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Joseph Roswell Hawley was editor and part owner of the Hartford Courant, lawyer, antislavery crusader, founder of the Connecticut Republican Party, Civil War general -- and governor, Congressman and Senator. He was also Mark Twain' neighbor and friend. Twain stumped for Hawley during his campaigns, but later fell out with him over a contoversial Presidential election.
But Hawley the man was an extraordinary character, from his role in the battlefields of Florida and Reconstruction South Carolina to the battles he fought in the Senate to guarantee the Chinese the right to immigrate to the United States. His wife, Harriet Foote Hawley, was a Civil War hero as well as she worked in hospitals during the war and taught former slaves afterward.
Superior Court judge and historian the Hon. Henry S. Cohn is a local expert on Hawley's varied career. On Wednesday, Oct. 3, Cohn will speak on Hawley and his friendship with Twain in the continuing Election Year Edition of "The Trouble Begins at 5:30," the Mark Twain House & Museum's free, after-work series of lectures and discussions on Twainian subjects. Cohn has made an extensive study of Hawley, his life and his times, and brings a fresh view to the two men's fascinating relationship.
"Mark Twain and Joseph R. Hawley, Senator, Governor and Republican Leader of the Gilded Age" is a free event. While the lectures begin at 5:30. audiences like to gather for the reception beforehand at 5:00, which includes hors d'oeuvres, wine and coffee.

More News:
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In a special event presented in conjunction with the Hartford Medical Society, geared toward the medical community and everyone else interested in health and wisdom, The Mark Twain House & Museum will welcome the foremost authority on Twain's medical interests, K. Patrick Ober, M.D., on Tuesday, Oct. 16.
Dr, Ober's topic will be "What Mark Twain Would Tell Us About Medicine (If He Were With Us Today)." He will also share some of his current research, which bears directly on the Mark Twain House and how an odd Victorian theory about health and drains may have sparked an 1881 rebuilding project at the house.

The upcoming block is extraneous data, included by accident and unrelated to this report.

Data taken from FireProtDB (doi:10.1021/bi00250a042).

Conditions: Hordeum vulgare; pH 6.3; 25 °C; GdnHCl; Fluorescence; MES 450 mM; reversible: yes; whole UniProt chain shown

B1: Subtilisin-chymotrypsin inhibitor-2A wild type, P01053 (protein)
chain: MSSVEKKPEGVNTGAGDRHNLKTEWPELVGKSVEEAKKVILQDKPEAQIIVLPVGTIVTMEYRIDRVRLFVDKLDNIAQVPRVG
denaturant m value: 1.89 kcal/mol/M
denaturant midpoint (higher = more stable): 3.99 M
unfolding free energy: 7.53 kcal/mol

The talk is free, and will be held at 5:30 pm after a 5 pm reception.
 
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Nook Farm Book Club, the popular collaboration between The Mark Twain House & Museum and the Harriet Beecher Stowe Center, continues Thursday, Oct. 4 with a discussion of Tom Perrotta's novel "Election."
The book, set in a New Jersey high school during a student election, conveys adolescence as it often is--sometimes painful and frequently awkward. This is a novel of teenagers on the brink of adulthood, and is probably best appreciated by grownups with enough perspective on their own adolescent experiences to be able to take the bitter with the sweet.
The discussion will be held at The Mark Twain House & Museum, 351 Farmington Ave. Hartford Thursday, Oct. 4. The event is free. A 5pm reception will be followed by the 5:30 discussion and book signing with the author. Registration is encouraged at 860-522-9258, Ext. 317.
 
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Reports of ghostly apparitions, mysterious bangs, cigar smoke and other unexplained phenomena, featured on Syfy's Ghost Hunters, have led us to reprise our popular Graveyard Shift Ghost Tours in October.



Tours are on Friday, Oct. 5, and Saturday, Oct. 6; Friday, Oct. 12 and Saturday, Oct. 13; Thursday, Oct. 18, Friday, Oct. 19, Saturday, Oct. 20; Thursday, Oct. 25, Friday, Oct. 26, and Saturday, Oct. 27.
Tour times are limited: 6 , 7, 8 and 9 pm. Graveyard Shift Ghost Tours are by reservation only, and sell out quickly. Call early: 860-280-3130.
Tickets are $20 for adults 17 and up; $16 for members of The Mark Twain House & Museum and an unlucky $13 for children 16 and under. Tours are not recommended for children under 10. 

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The Museum celebrates the release of "Sailor Twain," by Mark Siegel on Saturday, Oct. 6 from 7 to 8:30 pm. The event is free and will be followed by a book signing.

 

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Lauren Yarger with playwright Alfred Uhry at the Mark Twain House. Photo: Jacques Lamarre)